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VoIP basics

When I start working on a new exam one of the first things I do is checking the contents of the books. My ONT Official Exam Certification Guide have three parts: VoIP, QoS and Wireless. Out of 10 chapters Six (6) go for QoS and three (3) for wireless which leave one small chapter for VoIP.

VoIP is why we’re here to begin with. It is the reason QoS is so important and understanding it is important. This post will go over the foundations of VoIP as reflected on the ONT exam. It does not cover the in-depth of things as ONT take a relatively brief look at this topic.

First, some of the main reasons to migrate a telephony system to IP-based systems:

  1. More efficient use of bandwidth and equipment
  2. Consolidated network expenses
  3. Improved employee productivity
  4. Access to new communication devices

Personally, I think the mobility of devices in an IP network is the single most important reason to convert a network.

There are two major steps in a network migration to VoIP environment:
Phase I migration – keep existing system and connect the PBX to the router. The router can convert the calls to VoIP and save cost, QoS with low-cost.
Phase II migration – IP systems replacing all phones and PBX. This is a full IP-based environment.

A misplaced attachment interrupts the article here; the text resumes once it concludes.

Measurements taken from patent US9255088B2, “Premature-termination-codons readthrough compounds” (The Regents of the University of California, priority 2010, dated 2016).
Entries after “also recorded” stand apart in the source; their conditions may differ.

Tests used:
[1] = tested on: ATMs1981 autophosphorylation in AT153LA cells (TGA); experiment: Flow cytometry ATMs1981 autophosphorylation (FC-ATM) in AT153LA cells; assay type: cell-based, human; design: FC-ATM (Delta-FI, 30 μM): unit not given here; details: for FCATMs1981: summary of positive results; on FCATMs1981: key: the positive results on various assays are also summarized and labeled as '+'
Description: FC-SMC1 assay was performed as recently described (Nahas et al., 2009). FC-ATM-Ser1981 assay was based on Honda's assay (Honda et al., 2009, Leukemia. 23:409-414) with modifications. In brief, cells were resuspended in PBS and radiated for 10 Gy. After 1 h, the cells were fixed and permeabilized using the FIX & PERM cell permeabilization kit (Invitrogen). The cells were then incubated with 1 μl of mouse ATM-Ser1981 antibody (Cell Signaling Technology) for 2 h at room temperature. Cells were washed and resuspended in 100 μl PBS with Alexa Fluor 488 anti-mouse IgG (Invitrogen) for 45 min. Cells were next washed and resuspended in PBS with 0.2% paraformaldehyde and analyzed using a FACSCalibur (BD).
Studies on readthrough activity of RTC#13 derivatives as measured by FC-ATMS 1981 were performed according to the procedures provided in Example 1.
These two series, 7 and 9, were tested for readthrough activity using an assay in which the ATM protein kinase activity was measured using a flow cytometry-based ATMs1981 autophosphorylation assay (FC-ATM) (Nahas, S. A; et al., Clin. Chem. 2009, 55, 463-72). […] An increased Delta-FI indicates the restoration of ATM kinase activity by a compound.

Few terms:
Call control = routing voice around the network.
Distribution= every device has brain, every router have to be configured with all details.
Centralized = call agent is the center point with database for all calls in the network.
Cisco Call Manager (CCM) is a centralized solution.

FXS (Foreign Exchange Connections) is an analog interfaces that connect with old devices. Each analog port can run one call only, not efficient and costly. FXS ports plug to station and generate dial tone.

FXO (Foreign Exchange Office) convert analog to VoIP. It receives the dial tone.

E&M (Ear and Mouth) Receive and Transmit, create direct trunk between PBXs or between PBX to a router.

FXS, FXO and E&M are all analog, they all use one call per line.

The next step of understanding VoIP is understanding how does voice become a packet. There is a four step recipe to turn voice into bits:

  1. Sampling – take many samples of the analog signal
  2. Quantization – calculate a number representing each sample
  3. Encoding – convert that number to binary
  4. Compression (optional) – compress the signal

I wrote about waveform, Nyquist Theorem – the man and the theory so I won’t repeat myself. This is the most important part, the basic required to master QoS – my next topic that will get most of my attention.

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